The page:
Gisela Swaragita, Jakarta – Environment activists of Greenpeace Indonesia are determined not to leave the newly sworn Cabinet unchecked and are revisiting the #ReformasiDikorupsi (reform being corrupted) campaign, referring to the hashtag of the student protests against the government last month.
Jakarta's residents woke up on Wednesday morning to see two yellow banners attached to two important landmarks, the Dirgantara Monument in Tebet, South Jakarta and the Selamat Datang Monument in the Hotel Indonesia traffic circle in Central Jakarta.
Located at the busiest roads in Jakarta, the banners were seen clearly by perhaps millions of commuters that day.
Arie Rompas, the forest campaigners team leader for Greenpece Indonesia, confirmed to The Jakarta Post that the NGO wanted to remind President Joko "Jokowi" Widodo, who was beginning his second term in office, as well as his new Cabinet, to prioritize tackling dirty energy issues and forest conservation.
"We chose today to deliver our message as President Jokowi has just taken his oath three days ago and today is the announcement of the new Cabinet," he said in a text message on Wednesday.
"We want to say to the elected President and the Cabinet members who will help the President to prioritize [tackling] the dirty energy issue from the coal mining industry and to save our forests," he said.
In the press release made available to the Post, Greenpeace outlined grim deforestation data, noting that from 2014 to 2018 some 3 million hectares of land had been deforested to make way for various businesses. Also, fossil fuels, especially coal, still dominate the national energy supply, making up 58 percent of it.
"Deforestation and the massive use of fossil fuel are the biggest cause of greenhouse gas emissions in Indonesia, despite the fact that Indonesia has ratified the Paris Agreement to decrease carbon emissions by 29 percent [if unaided] or by 41 percent with International aid by 2030," the release said.
The release also pointed out Jokowi's failure to fulfill his promise in 2015 that he would stop forest and peatland fires within three years. In fact, 3.4 million hectares of land had been burned between 2015 and 2018, sending severe smog over Sumatra and Kalimantan, Greenpeace said, while palm oil and pulp and paper industry owners, who mostly control the burned areas, have not yet been properly sanctioned.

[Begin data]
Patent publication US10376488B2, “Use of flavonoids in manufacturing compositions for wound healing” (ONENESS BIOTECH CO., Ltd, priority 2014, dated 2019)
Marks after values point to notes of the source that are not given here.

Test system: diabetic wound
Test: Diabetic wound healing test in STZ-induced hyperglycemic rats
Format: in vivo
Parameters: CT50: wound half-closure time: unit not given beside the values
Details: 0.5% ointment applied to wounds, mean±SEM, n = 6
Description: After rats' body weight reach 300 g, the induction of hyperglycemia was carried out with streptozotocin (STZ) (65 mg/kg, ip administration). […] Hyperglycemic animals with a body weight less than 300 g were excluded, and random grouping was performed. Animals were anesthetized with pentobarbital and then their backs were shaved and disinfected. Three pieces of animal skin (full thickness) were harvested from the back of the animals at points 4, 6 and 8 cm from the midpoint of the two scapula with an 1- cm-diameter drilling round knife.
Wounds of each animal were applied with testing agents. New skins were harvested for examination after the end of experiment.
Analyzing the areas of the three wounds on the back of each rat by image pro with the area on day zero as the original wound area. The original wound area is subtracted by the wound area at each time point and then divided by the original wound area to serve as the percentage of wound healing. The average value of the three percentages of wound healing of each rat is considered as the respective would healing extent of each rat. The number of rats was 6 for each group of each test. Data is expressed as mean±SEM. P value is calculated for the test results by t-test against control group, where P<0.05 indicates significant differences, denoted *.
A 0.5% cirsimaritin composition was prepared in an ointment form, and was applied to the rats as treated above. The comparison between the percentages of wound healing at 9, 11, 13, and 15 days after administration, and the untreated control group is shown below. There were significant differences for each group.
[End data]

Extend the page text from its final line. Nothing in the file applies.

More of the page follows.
Arie said that a number of activists who are trained in climbing had attached the yellow banners to the tops of the two monuments at 3 a.m. The banners had been removed by the authorities, Antara news agency reported.
Some social media users have criticized the campaigning method, saying that it was a form of vandalism because the NGO did not have any permits to attach the banners at the landmarks.
"This is not vandalism. Our activists are trained professionals and we promote peaceful and nonviolent [activism]," Arie said, adding that the iconic statues were not damaged.
"If we ask for a permit, they would not let us, but this is not a crime. What is important for us is to deliver the message to the government for Indonesia's future, a future that is clean, without dirty coal energy and all of the environment criminals," he said.
In Wednesday's campaign Greenpeace also invited people to sign a petition calling on Jokowi's government to prioritize environmental issues. The petition is available on the Greenpeace Indonesia website: greenpeace.org/indonesia/aksi/kesempatan-kedua-pak-jokowi-lindungi-lingkungan-indonesia/.